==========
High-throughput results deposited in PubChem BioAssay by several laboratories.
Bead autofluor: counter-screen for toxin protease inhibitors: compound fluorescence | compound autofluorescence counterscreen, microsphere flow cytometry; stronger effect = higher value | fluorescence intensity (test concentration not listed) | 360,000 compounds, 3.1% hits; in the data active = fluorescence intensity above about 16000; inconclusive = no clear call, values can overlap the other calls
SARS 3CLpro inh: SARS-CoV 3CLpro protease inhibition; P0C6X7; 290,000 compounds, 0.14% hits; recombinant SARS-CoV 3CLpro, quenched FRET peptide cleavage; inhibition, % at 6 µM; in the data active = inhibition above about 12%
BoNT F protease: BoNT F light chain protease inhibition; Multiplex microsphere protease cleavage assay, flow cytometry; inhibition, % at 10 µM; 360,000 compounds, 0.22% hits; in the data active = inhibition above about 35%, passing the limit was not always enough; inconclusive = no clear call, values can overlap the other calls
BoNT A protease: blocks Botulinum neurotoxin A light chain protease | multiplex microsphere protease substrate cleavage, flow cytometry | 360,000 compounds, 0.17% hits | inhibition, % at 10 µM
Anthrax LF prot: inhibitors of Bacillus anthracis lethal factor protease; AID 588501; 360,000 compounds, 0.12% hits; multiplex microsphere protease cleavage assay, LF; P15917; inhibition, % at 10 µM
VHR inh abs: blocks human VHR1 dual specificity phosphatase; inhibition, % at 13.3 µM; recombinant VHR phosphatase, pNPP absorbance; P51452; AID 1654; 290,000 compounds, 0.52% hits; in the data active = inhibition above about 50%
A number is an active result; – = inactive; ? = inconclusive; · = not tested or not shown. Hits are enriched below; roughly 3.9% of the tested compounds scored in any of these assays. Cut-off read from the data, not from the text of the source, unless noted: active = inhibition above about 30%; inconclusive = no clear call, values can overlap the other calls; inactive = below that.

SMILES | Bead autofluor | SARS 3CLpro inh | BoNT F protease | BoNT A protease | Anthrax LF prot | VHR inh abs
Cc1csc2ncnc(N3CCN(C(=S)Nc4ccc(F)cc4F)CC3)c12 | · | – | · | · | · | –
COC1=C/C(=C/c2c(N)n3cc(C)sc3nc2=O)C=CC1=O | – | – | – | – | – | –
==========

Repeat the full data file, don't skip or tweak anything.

High-throughput results deposited in PubChem BioAssay by several laboratories.
Bead autofluor: counter-screen for toxin protease inhibitors: compound fluorescence | compound autofluorescence counterscreen, microsphere flow cytometry; stronger effect = higher value | fluorescence intensity (test concentration not listed) | 360,000 compounds, 3.1% hits; in the data active = fluorescence intensity above about 16000; inconclusive = no clear call, values can overlap the other calls
SARS 3CLpro inh: SARS-CoV 3CLpro protease inhibition; P0C6X7; 290,000 compounds, 0.14% hits; recombinant SARS-CoV 3CLpro, quenched FRET peptide cleavage; inhibition, % at 6 µM; in the data active = inhibition above about 12%
BoNT F protease: BoNT F light chain protease inhibition; Multiplex microsphere protease cleavage assay, flow cytometry; inhibition, % at 10 µM; 360,000 compounds, 0.22% hits; in the data active = inhibition above about 35%, passing the limit was not always enough; inconclusive = no clear call, values can overlap the other calls
BoNT A protease: blocks Botulinum neurotoxin A light chain protease | multiplex microsphere protease substrate cleavage, flow cytometry | 360,000 compounds, 0.17% hits | inhibition, % at 10 µM
Anthrax LF prot: inhibitors of Bacillus anthracis lethal factor protease; AID 588501; 360,000 compounds, 0.12% hits; multiplex microsphere protease cleavage assay, LF; P15917; inhibition, % at 10 µM
VHR inh abs: blocks human VHR1 dual specificity phosphatase; inhibition, % at 13.3 µM; recombinant VHR phosphatase, pNPP absorbance; P51452; AID 1654; 290,000 compounds, 0.52% hits; in the data active = inhibition above about 50%
A number is an active result; – = inactive; ? = inconclusive; · = not tested or not shown. Hits are enriched below; roughly 3.9% of the tested compounds scored in any of these assays. Cut-off read from the data, not from the text of the source, unless noted: active = inhibition above about 30%; inconclusive = no clear call, values can overlap the other calls; inactive = below that.

SMILES | Bead autofluor | SARS 3CLpro inh | BoNT F protease | BoNT A protease | Anthrax LF prot | VHR inh abs
Cc1csc2ncnc(N3CCN(C(=S)Nc4ccc(F)cc4F)CC3)c12 | · | – | · | · | · | –
COC1=C/C(=C/c2c(N)n3cc(C)sc3nc2=O)C=CC1=O | – | – | – | – | – | –